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Employment Litigation & Dispute Resolution

Breach of Employment Contract

An employment contract is a legally binding document between an employer and an employee. It sets out the terms of the employment relationship and what each can expect from each other. If either party fails to abide by these terms, they could be in breach of contract.

Our employment lawyers are experts in litigation and dispute resolution. We represent both employers and employees and can help you whether you’re pursuing or defending a breach of contract claim.

Common complaints involving a breach an employment contract include:

  • Pay during an employee’s notice period
  • Bonus and other forms of pay
  • Gross misconduct
  • Restrictive covenants – especially if an employee has taken valuable intelligence or clients with them into a new role.

Whether you’re an employer or an employee, we’ll be able to advise you of the best course of action to protect your interests. We’re experienced in resolving disputes and bringing claims both to Employment Tribunals and Court.

Contact our expert team today on 0808 271 2602 or message us online and we’ll get back to you.

What Is An Employment Contract?

An employment contract is the legally binding contract between the employer and the employee which sets out the terms of the employment relationship.

Employers are legally obliged to give employees a written statement setting out certain contractual terms within two months of their employment starting. An employment contract can, however, also be verbal.

What Sort Of Terms Might A Contract Include?

Employment contracts are made up of express and implied terms.

Express terms are included in writing in the contract or are agreed verbally. Typically they cover details such as pay, working hours or notice periods.

Implied terms aren’t explicitly set out in the contract but must still be followed by employer and employee. Common implied terms include the duty of trust and confidence, such as the employer’s duty to act fairly and the employee’s duty to act faithfully. Terms can be implied by law or through custom and practice.

Contracts for senior staff may also include restrictions, usually in the form of enhanced confidentiality provisions or restrictive covenants.

Find out more about how we can help you draft employment contracts for your business.

How Could An Employee Breach Their Contract?

Any breach will depend on the specific terms of the employee’s contract, but some common examples could include:

  • Minor misconduct or gross misconduct
  • If the employee resigns without giving the proper notice required under the contract
  • If the employee breaches restrictive covenants.

Internal disciplinary action could be the best way to deal with minor breaches. If an employee’s behaviour constitutes gross misconduct, however, you may be within your rights to dismiss them without notice.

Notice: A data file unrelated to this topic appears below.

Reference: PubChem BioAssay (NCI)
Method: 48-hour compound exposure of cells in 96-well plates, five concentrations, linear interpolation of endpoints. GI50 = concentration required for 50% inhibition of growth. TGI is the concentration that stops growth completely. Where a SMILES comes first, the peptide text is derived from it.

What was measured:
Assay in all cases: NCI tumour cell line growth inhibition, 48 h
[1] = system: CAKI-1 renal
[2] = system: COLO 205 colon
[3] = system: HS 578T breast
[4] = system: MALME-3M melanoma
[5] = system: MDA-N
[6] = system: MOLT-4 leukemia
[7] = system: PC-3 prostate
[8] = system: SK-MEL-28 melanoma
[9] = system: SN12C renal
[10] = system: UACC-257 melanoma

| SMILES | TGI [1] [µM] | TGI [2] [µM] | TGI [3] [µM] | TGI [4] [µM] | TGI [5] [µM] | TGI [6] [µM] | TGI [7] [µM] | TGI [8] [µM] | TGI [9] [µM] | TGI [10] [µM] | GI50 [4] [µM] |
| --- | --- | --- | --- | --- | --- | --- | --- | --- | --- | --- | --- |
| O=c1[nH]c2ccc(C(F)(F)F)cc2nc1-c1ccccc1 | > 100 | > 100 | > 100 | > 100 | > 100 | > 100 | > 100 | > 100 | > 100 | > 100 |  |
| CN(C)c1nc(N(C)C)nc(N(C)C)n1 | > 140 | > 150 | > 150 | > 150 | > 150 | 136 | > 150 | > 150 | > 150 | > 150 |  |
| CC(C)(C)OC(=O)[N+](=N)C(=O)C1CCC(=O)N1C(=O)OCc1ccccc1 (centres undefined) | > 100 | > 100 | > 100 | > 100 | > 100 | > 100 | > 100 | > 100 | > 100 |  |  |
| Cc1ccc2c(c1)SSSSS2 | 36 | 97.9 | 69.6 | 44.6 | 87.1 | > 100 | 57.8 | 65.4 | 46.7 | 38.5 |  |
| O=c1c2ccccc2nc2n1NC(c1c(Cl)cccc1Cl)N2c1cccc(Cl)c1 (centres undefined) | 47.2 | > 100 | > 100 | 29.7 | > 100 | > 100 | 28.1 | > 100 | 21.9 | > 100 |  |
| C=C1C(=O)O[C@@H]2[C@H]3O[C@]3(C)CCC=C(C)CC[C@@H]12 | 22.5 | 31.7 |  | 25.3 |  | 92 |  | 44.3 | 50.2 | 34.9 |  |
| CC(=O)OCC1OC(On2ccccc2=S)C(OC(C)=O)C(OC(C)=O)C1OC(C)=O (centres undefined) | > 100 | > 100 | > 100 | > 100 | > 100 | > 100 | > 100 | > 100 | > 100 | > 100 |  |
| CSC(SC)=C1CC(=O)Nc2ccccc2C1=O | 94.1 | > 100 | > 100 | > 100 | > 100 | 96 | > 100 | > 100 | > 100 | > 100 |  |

If one of your employees has committed a breach of contract, our lawyers can advise you on the options that best protect your business. Call today on 0808 271 2602 or message us online and we’ll get back to you.

How Could An Employer Breach The Terms Of An Employment Contract?

An employer can breach the terms of the employment contract in a number of ways. If the breach is fundamental, the employee may resign in response to the breach and claim constructive dismissal.

For example an employer could breach a contract by:

  • Failing to pay salary, bonuses or commission
  • Dismissing the employee without proper notice.

If your employer has breached the terms of your employment contract, we can advise on the best course of action to defend your rights.

Contact our expert team today on 0808 271 2602 or message us online and we’ll get back to you.

What Action Can Employees Take? Will It Go To Employment Tribunal?

Employees can only pursue a claim for breach of contract in the Employment Tribunal if their employment has already ended. There’s also a £25,000 limit to damages they can be awarded.

In general, any damages awarded will be for notice pay – i.e. the salary that should have been paid if the employer had observed the proper notice period.

If the employee's claim is worth more than £25,000, or they are still employed by the person or company they are claiming against, they will need to submit a claim to either the County Court or the High Court (depending on the value of the claim).

Employment Tribunal claims are often quicker and simpler. As a rule, the loser doesn’t need to pay the winner’s legal fees.

The High Court and County Court (known as ‘civil courts’) are governed by the Civil Procedure Rules which are far more complex and formal than the Employment Tribunal Rules of Procedure. Generally, the loser will have to pay the winner's legal costs.

You have three months minus one day from the date of the alleged breach of contract to submit a claim to the Employment Tribunal. You have six years if you’re submitting it to the civil courts.

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